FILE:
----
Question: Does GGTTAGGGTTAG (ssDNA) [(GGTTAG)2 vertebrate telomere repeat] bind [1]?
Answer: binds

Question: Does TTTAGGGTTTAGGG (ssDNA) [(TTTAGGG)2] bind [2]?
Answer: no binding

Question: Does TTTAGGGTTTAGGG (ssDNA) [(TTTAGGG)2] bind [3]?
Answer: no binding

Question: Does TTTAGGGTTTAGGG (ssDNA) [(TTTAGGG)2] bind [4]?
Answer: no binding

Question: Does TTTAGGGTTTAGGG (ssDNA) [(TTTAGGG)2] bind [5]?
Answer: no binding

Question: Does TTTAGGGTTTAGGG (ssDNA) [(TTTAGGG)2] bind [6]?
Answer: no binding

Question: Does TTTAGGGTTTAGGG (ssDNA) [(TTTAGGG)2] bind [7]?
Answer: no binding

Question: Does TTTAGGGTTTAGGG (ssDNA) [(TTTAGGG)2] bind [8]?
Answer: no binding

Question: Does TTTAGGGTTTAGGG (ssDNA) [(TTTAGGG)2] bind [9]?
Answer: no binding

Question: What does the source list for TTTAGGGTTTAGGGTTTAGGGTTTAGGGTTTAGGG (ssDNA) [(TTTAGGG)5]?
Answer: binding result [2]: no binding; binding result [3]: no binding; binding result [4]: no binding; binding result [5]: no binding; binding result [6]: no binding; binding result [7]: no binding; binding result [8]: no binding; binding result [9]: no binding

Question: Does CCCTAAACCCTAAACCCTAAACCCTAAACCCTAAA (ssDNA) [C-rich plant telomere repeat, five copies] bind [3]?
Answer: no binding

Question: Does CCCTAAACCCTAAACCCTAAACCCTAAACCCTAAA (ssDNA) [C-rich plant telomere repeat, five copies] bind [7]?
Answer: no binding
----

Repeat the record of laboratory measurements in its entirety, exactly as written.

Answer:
Question: Does GGTTAGGGTTAG (ssDNA) [(GGTTAG)2 vertebrate telomere repeat] bind [1]?
Answer: binds

Question: Does TTTAGGGTTTAGGG (ssDNA) [(TTTAGGG)2] bind [2]?
Answer: no binding

Question: Does TTTAGGGTTTAGGG (ssDNA) [(TTTAGGG)2] bind [3]?
Answer: no binding

Question: Does TTTAGGGTTTAGGG (ssDNA) [(TTTAGGG)2] bind [4]?
Answer: no binding

Question: Does TTTAGGGTTTAGGG (ssDNA) [(TTTAGGG)2] bind [5]?
Answer: no binding

Question: Does TTTAGGGTTTAGGG (ssDNA) [(TTTAGGG)2] bind [6]?
Answer: no binding

Question: Does TTTAGGGTTTAGGG (ssDNA) [(TTTAGGG)2] bind [7]?
Answer: no binding

Question: Does TTTAGGGTTTAGGG (ssDNA) [(TTTAGGG)2] bind [8]?
Answer: no binding

Question: Does TTTAGGGTTTAGGG (ssDNA) [(TTTAGGG)2] bind [9]?
Answer: no binding

Question: What does the source list for TTTAGGGTTTAGGGTTTAGGGTTTAGGGTTTAGGG (ssDNA) [(TTTAGGG)5]?
Answer: binding result [2]: no binding; binding result [3]: no binding; binding result [4]: no binding; binding result [5]: no binding; binding result [6]: no binding; binding result [7]: no binding; binding result [8]: no binding; binding result [9]: no binding

Question: Does CCCTAAACCCTAAACCCTAAACCCTAAACCCTAAA (ssDNA) [C-rich plant telomere repeat, five copies] bind [3]?
Answer: no binding

Question: Does CCCTAAACCCTAAACCCTAAACCCTAAACCCTAAA (ssDNA) [C-rich plant telomere repeat, five copies] bind [7]?
Answer: no binding